Two major events happened related to the cannabis plant. Canada legalized recreational marijuana across the country in 2018 and four companies listed on the Canadian stock exchange saw their stock prices initially soar. Due to supply shortages in that market, the stock prices have come back down to earth. In the U.S., recreational marijuana is still illegal at the Federal level, but legal in ten states and the District of Columbia. In an additional 23 states, medical marijuana is approved for use. There is an active market in the U.S. and some U.S. marijuana companies plan to list on the Canadian stock exchange in 2019. For companies based in California, which has a market in size similar to Canada, they could potentially do very well.
The major news is that the 2018 Farm Bill approved the production of hemp, which used to be considered illegal. Hemp comes from the cannabis plant (yes, the same one that produces marijuana), but hemp cannot contain more than 0.3% of THC (the compound in the plant most commonly associated with intoxication). From hemp comes an oil called cannabidiol (CBD) and it is being used in a number of products and for many different uses. The New York Times published an article on the explosion of CBD products, ranging from beauty products and dog treats to anti-anxiety treatments.
5G – Mobile Broadband
5G is the next generation of mobile broadband that will eventually replace or at least augment the 4G LTE connection. With 5G, upload and download speeds will increase significantly, because it adds more capacity to the spectrum. As the world around us has higher needs for connectivity, the broadband spectrum needs to be able to support that connectivity. AT&T and Verizon are selectively rolling out 5G in big cities and will expand across the country.
Digitally Native Brands
Younger populations and mobile devices have created massive disruption in retail, but also with brands. Many people are seeking out new and unique brands and those brands are able to build a presence on-line through blogs, Instagram, YouTube and other social media channels very inexpensively. Some brands solely exist on-line and do not have a retail presence at all, which is why they are called digitally native brands. Kylie Jenner of the famous Kardashian family, built Kylie Cosmetics and sold her products exclusively on-line. The brand, estimated by Forbes, is worth $800 million. Cosmetic retailers are now carrying Kylie in their stores. WalMart, which is going head-to-head with Amazon, bought jet.com three years ago to build out its on-line presence. Since then WalMart has been on a spending spree, buying digitally native brands such as Bonobos and ModCloth. More recently, the Wall Street Journal published an article on millennials buying furniture on-line from digitally native brands. We expect the trend will continue and is continuing to reshape retail.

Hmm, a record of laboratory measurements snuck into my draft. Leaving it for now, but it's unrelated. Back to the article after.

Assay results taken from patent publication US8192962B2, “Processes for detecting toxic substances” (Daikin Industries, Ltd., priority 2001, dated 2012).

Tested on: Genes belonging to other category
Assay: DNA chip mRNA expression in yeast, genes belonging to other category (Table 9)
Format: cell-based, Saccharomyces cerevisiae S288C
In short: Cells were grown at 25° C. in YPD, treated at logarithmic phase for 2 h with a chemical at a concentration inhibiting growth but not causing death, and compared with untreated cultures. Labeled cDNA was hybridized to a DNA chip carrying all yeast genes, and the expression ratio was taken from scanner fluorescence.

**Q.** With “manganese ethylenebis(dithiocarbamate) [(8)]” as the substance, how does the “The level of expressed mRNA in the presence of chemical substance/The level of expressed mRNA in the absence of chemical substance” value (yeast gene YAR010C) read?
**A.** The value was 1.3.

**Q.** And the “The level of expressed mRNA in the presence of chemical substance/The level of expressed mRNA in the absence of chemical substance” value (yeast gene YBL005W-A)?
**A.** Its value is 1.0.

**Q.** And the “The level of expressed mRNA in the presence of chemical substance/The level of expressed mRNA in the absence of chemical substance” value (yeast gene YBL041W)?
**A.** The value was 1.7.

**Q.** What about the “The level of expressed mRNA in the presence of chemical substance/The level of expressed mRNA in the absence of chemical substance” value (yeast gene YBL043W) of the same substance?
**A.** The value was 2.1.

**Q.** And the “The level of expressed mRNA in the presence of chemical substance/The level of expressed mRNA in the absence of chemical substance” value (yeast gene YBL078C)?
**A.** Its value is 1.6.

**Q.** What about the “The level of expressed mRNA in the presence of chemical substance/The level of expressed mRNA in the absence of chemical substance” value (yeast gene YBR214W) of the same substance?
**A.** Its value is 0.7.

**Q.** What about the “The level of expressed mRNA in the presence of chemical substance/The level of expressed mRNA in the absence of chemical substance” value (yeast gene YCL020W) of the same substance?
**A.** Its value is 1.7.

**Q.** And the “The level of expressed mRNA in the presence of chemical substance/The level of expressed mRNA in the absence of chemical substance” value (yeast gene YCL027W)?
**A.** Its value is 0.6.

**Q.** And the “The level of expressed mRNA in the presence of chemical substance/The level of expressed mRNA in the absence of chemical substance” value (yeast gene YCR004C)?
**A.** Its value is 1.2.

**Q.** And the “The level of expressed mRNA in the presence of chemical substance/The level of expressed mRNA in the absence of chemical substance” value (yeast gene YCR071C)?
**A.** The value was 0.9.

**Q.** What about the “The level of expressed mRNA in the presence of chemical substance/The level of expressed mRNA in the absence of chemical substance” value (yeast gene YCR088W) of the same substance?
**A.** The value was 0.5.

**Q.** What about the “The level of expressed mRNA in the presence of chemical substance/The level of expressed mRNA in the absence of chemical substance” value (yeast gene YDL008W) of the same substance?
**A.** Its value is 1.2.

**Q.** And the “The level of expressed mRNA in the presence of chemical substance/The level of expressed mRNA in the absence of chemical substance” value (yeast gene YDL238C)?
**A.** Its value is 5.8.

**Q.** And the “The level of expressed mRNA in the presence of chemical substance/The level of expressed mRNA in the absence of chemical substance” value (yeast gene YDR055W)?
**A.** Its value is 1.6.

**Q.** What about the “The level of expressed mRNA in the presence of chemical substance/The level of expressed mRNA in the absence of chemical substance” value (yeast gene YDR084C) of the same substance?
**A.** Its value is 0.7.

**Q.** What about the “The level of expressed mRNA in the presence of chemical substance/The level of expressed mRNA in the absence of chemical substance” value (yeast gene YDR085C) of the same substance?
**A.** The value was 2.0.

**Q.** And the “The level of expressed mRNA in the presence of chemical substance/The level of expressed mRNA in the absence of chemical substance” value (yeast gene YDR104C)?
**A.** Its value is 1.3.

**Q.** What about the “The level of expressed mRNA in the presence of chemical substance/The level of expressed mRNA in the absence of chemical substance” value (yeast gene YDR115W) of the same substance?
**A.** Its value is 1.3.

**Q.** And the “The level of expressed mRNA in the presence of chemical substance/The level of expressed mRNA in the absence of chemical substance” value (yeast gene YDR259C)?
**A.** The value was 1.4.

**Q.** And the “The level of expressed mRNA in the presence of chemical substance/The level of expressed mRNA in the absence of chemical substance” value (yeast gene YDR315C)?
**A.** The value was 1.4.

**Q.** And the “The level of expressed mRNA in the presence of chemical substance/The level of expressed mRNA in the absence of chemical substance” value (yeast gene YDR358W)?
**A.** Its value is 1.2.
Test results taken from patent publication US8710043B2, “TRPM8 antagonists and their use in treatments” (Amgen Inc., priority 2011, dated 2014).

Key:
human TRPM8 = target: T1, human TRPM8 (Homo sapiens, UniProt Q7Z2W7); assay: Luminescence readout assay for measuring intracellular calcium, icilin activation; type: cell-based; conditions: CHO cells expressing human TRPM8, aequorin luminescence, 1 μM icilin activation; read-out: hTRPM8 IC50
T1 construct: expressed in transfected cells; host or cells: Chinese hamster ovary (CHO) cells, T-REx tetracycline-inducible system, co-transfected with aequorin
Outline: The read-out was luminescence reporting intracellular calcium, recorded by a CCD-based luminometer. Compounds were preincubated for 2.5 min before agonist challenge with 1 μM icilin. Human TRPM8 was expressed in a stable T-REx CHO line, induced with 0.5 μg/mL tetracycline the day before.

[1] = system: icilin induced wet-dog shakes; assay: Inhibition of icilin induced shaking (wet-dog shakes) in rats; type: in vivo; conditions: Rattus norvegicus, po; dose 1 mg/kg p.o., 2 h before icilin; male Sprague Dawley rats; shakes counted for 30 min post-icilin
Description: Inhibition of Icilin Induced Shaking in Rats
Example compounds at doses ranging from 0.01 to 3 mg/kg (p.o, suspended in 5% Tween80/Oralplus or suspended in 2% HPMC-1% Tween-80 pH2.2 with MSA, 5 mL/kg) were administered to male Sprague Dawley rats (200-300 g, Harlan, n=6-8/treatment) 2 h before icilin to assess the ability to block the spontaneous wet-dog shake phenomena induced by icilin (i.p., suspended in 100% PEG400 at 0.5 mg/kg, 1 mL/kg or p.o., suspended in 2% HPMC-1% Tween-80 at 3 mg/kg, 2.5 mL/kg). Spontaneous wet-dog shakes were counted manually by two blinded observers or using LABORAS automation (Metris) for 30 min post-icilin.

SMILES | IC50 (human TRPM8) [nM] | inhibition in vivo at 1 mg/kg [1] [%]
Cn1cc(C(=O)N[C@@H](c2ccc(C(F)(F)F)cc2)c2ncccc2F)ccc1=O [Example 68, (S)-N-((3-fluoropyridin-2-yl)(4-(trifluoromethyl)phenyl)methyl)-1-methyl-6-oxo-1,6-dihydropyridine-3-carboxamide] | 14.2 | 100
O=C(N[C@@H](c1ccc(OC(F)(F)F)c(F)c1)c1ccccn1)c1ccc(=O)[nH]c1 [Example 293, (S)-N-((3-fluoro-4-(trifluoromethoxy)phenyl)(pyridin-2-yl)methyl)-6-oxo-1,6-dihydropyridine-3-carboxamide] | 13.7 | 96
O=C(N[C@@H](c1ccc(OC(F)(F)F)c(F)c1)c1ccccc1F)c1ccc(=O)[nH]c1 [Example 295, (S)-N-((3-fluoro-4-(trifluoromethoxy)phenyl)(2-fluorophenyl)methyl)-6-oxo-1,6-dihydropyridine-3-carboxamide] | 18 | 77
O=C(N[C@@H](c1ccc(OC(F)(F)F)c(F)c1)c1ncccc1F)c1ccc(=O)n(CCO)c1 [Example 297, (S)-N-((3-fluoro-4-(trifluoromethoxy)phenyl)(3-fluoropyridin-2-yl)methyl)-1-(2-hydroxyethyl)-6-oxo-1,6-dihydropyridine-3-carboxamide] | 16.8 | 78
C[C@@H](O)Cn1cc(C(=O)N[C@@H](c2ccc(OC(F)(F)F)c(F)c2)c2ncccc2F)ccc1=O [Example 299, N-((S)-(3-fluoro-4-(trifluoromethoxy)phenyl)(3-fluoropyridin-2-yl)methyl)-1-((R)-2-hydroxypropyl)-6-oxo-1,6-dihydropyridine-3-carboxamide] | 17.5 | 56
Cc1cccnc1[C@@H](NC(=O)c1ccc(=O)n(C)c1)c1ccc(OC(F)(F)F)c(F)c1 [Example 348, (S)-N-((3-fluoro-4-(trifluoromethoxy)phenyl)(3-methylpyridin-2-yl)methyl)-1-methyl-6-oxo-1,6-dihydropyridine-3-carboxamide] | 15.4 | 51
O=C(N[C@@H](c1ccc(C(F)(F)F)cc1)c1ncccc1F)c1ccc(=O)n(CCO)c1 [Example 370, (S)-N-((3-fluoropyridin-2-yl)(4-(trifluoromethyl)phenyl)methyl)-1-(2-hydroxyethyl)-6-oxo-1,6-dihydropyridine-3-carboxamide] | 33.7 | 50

Artificial Intelligence (AI)/Machine Learning (ML)
Artificial intelligence is a broad term defined as the creation of intelligent machines that work and react like humans. We often think of Siri on the Apple iPhone or Amazon’s Alexa, but many devices and consumer goods are incorporating natural language processing. Machine learning is a branch of AI that analyzes data, identifies patterns and makes decisions with minimal human intervention. Autonomous vehicles are using machine learning to enable a car to recognize whether there are objects in its path. Financial services firms are using machine learning to search through credit card data to identify fraud. There appear to be limitless opportunities for AI and ML, which more and more companies are incorporating across their entire operations.
Aging Population – Evolution in Medicine/Telemedicine
Healthcare globally continues to evolve and adapt to an aging population. There are several areas of medicine that we find interesting. Many large corporations like Amazon and CVS/Aetna are looking at the large amounts of health data and exploring how patient population health concerns can be managed. Another area that is growing and has large potential is telehealth and telemedicine, where patients can receive medical care remotely. In more of a consumer focus, doctors and health insurers are trying to use data from Apple Watches and FitBits to track a patient’s physical state. At the biotechnology level, there are interesting drugs being developed that potentially could slow down the progression of Alzheimer’s disease, cure different cancers and improve genomics.
Robotics are increasingly becoming a part of our world. Originally, large robots were used in manufacturing, but that has expanded to warehouses, hospitals, surgery, and more operational types of activities. There are several robotics makers that specialize in different areas, like healthcare. We believe that robotics will become increasingly more sophisticated and used for an even wider range of applications.
The world food supply and farming is another important topic. The Wall Street Journal published an article on the Harvard Management Company buying vineyards in California and the underground water rights. Water is an important resource and having access to it will be valuable. In looking at farming, there have been a number of strides in improving crop yields through new seeds, improved irrigation and better harvesting techniques. In some cases, farmers are using sensors and drones to monitor crops. Farming is also moving to vertical farms in order to get fresh food faster to the end consumer. There is a belief that vertical farms take up less resources than large horizontal farms. We think there are a number of companies that support the farming industry that could be interesting investments.